I think of Rockin’ Out as one-stop shopping for music and politics: you get history, social context, musical critique, chart position, sales figures, and political analysis, all in one place. It’s like a US history course using popular music to tell the story. Rockin’ Out is now in its sixth edition, and sufficiently successful that I have asked my friend and colleague Steve Waksman to join me as co-author. Steve has added a fresh perspective to the work I began some 25 years earlier.
Going into my final decade at CPCS, I created a new degree program in Community Media and Technology (CMT). The program was anchored by a new technology lab funded by Monster.com and a one million dollar federal VISTA grant that was renewed for ten years. CMT was ahead of its time, but the university administration let it languish and eventually put it on the shelf to create a more traditional Communications Program in the College of Liberal Arts. That was the last straw. I retired on May 31, 2011. By then the university administration had begun to systematically dismantle the college and I couldn’t bear to be there anymore. I honestly thought I would miss academia more than I do.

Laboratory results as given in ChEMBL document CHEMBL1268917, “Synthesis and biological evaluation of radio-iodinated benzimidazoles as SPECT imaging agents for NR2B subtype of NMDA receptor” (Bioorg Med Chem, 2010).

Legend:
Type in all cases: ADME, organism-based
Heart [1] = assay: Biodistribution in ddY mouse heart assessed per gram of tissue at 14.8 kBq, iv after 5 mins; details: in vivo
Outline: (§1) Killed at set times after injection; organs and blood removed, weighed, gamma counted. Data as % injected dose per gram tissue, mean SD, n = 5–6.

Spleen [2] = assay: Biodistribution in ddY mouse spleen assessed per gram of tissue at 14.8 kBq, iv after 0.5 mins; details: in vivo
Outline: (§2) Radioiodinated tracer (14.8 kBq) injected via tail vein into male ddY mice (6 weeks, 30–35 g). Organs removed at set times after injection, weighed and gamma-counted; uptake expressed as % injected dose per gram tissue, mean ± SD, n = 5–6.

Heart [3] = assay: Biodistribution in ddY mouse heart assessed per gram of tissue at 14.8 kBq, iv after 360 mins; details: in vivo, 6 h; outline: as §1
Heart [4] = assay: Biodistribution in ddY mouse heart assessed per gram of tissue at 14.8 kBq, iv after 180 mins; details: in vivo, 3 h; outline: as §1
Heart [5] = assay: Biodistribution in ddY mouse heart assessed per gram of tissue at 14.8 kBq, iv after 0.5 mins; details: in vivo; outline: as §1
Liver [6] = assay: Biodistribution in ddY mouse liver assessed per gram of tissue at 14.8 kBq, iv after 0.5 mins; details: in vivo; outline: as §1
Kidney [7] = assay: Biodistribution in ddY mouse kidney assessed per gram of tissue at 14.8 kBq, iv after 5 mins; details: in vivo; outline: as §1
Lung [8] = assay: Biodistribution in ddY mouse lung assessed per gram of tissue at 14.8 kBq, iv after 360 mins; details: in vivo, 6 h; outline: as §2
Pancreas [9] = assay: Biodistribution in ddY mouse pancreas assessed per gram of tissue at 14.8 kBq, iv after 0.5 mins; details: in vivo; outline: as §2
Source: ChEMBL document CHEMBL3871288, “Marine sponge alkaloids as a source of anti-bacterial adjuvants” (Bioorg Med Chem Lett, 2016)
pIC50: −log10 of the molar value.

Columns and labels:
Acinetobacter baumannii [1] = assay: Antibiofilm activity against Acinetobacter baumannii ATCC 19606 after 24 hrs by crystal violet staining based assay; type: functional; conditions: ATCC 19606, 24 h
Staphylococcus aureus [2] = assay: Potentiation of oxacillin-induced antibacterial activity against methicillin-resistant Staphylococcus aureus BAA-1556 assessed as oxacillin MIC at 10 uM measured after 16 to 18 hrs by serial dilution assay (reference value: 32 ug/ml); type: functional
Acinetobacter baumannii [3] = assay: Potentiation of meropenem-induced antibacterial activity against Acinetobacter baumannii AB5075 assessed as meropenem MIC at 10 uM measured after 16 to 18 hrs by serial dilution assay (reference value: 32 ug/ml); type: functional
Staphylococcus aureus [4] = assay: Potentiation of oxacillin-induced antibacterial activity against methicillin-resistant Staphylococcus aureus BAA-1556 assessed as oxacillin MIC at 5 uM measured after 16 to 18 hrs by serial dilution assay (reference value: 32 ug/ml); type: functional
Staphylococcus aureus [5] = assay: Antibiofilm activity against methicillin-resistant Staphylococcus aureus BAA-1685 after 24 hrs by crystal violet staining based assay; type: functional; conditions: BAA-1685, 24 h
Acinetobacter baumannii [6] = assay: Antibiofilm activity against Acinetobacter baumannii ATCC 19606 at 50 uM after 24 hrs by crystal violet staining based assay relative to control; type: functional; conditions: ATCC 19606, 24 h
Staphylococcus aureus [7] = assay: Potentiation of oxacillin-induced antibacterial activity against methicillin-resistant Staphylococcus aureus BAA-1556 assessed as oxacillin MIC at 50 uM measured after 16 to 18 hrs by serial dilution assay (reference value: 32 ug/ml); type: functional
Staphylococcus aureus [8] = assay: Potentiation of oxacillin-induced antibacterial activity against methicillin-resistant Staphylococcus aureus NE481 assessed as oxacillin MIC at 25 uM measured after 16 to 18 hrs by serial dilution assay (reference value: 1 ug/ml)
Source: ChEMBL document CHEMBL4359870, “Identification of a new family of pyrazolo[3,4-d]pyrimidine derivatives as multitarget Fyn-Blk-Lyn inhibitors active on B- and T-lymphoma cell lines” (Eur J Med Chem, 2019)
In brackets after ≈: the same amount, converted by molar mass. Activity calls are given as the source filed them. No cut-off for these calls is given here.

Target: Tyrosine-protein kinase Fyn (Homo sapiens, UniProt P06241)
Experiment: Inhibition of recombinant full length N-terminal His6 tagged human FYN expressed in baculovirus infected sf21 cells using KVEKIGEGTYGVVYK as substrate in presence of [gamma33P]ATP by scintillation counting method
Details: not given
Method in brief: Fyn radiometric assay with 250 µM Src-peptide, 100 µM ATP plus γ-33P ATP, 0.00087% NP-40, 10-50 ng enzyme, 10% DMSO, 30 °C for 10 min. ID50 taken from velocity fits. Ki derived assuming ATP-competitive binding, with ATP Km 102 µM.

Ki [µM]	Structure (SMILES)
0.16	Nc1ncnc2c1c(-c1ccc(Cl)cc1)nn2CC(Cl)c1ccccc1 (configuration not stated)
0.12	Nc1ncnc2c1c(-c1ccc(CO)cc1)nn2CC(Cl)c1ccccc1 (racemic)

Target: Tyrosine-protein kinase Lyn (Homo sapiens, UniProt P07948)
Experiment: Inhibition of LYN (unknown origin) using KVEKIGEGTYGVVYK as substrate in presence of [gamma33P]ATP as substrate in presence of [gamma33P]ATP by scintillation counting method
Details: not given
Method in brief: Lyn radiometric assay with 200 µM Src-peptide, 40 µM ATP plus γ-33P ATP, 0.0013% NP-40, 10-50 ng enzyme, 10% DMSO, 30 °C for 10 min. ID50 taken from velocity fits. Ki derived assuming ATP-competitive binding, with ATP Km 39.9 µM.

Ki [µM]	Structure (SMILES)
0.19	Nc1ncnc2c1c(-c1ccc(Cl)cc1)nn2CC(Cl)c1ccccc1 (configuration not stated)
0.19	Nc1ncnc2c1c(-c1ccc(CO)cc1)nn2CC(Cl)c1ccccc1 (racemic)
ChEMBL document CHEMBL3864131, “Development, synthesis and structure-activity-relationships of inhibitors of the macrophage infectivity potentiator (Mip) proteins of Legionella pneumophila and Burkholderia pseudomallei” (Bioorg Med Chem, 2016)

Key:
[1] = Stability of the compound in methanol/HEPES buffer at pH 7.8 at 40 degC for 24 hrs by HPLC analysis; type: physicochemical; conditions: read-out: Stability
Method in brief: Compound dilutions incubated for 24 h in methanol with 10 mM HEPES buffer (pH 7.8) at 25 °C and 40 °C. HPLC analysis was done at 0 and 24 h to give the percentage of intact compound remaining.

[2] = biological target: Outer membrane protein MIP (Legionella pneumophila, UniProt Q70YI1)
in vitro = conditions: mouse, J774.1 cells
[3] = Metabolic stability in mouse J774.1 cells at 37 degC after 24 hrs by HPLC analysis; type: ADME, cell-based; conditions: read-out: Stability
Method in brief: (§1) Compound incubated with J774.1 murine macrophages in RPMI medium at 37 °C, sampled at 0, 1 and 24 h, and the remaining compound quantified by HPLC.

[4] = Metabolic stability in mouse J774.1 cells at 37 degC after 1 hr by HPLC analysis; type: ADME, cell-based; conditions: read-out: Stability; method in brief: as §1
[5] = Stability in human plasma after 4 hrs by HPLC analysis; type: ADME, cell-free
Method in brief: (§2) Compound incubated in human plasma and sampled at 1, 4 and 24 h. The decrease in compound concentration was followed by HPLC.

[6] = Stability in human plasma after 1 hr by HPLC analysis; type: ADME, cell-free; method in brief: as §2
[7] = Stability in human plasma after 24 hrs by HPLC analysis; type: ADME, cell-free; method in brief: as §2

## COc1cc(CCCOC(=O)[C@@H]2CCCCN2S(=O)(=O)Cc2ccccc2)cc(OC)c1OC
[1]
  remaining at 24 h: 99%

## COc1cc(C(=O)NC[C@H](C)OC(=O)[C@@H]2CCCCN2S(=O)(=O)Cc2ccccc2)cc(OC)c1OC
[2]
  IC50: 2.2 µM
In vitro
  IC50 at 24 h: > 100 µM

One of the things that kept my spirits up during the lean years at CPCS was my current rock ‘n’ roll band, the Blue Suede Boppers, founded in 1987 and still going strong after thirty-plus years without a personnel change.
Fortunately for me, as my interest in academia was cooling down, the HONK! Festival of Activist Street Bands was heating up. Founded in 2006, by members of the Second Line Social Aid and Pleasure Society Brass Band, HONK! is a moving spectacle (in both senses of the term) of outrageous and unruly marching bands, along with gigantic puppets, dancers, bikers, jugglers, hoopers, flag twirlers, and stilt walkers, all working in cahoots with unions, activist organizations, and community groups. At full power, these bands deliver an irresistible force of creative movement and sonic self-expression directed at reclaiming public space and advocating for broader social change.